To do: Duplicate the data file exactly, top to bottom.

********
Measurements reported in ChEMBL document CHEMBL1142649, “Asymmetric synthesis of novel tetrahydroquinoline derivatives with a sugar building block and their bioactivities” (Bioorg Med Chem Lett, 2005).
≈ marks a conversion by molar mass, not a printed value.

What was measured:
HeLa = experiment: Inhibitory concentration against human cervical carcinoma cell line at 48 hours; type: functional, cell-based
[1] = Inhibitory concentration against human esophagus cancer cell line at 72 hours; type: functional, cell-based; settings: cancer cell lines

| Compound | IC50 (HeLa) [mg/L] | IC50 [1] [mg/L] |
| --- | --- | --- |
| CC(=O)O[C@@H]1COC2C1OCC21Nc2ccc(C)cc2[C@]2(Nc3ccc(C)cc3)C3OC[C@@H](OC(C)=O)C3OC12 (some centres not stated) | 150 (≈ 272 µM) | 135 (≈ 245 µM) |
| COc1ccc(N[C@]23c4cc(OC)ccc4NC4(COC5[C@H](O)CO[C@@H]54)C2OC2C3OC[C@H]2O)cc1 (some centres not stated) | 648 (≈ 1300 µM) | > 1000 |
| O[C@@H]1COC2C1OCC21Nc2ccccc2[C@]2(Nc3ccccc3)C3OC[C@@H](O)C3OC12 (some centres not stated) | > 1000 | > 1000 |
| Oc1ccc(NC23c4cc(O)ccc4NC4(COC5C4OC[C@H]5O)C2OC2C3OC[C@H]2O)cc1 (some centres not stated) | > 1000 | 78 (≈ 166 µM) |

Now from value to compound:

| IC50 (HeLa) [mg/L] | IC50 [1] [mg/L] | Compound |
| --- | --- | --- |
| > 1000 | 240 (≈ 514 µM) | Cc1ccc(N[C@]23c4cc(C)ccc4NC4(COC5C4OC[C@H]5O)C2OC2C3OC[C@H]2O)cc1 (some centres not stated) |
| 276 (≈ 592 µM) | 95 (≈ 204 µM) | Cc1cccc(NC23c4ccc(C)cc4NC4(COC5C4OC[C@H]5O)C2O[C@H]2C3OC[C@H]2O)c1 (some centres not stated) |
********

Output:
Measurements reported in ChEMBL document CHEMBL1142649, “Asymmetric synthesis of novel tetrahydroquinoline derivatives with a sugar building block and their bioactivities” (Bioorg Med Chem Lett, 2005).
≈ marks a conversion by molar mass, not a printed value.

What was measured:
HeLa = experiment: Inhibitory concentration against human cervical carcinoma cell line at 48 hours; type: functional, cell-based
[1] = Inhibitory concentration against human esophagus cancer cell line at 72 hours; type: functional, cell-based; settings: cancer cell lines

| Compound | IC50 (HeLa) [mg/L] | IC50 [1] [mg/L] |
| --- | --- | --- |
| CC(=O)O[C@@H]1COC2C1OCC21Nc2ccc(C)cc2[C@]2(Nc3ccc(C)cc3)C3OC[C@@H](OC(C)=O)C3OC12 (some centres not stated) | 150 (≈ 272 µM) | 135 (≈ 245 µM) |
| COc1ccc(N[C@]23c4cc(OC)ccc4NC4(COC5[C@H](O)CO[C@@H]54)C2OC2C3OC[C@H]2O)cc1 (some centres not stated) | 648 (≈ 1300 µM) | > 1000 |
| O[C@@H]1COC2C1OCC21Nc2ccccc2[C@]2(Nc3ccccc3)C3OC[C@@H](O)C3OC12 (some centres not stated) | > 1000 | > 1000 |
| Oc1ccc(NC23c4cc(O)ccc4NC4(COC5C4OC[C@H]5O)C2OC2C3OC[C@H]2O)cc1 (some centres not stated) | > 1000 | 78 (≈ 166 µM) |

Now from value to compound:

| IC50 (HeLa) [mg/L] | IC50 [1] [mg/L] | Compound |
| --- | --- | --- |
| > 1000 | 240 (≈ 514 µM) | Cc1ccc(N[C@]23c4cc(C)ccc4NC4(COC5C4OC[C@H]5O)C2OC2C3OC[C@H]2O)cc1 (some centres not stated) |
| 276 (≈ 592 µM) | 95 (≈ 204 µM) | Cc1cccc(NC23c4ccc(C)cc4NC4(COC5C4OC[C@H]5O)C2O[C@H]2C3OC[C@H]2O)c1 (some centres not stated) |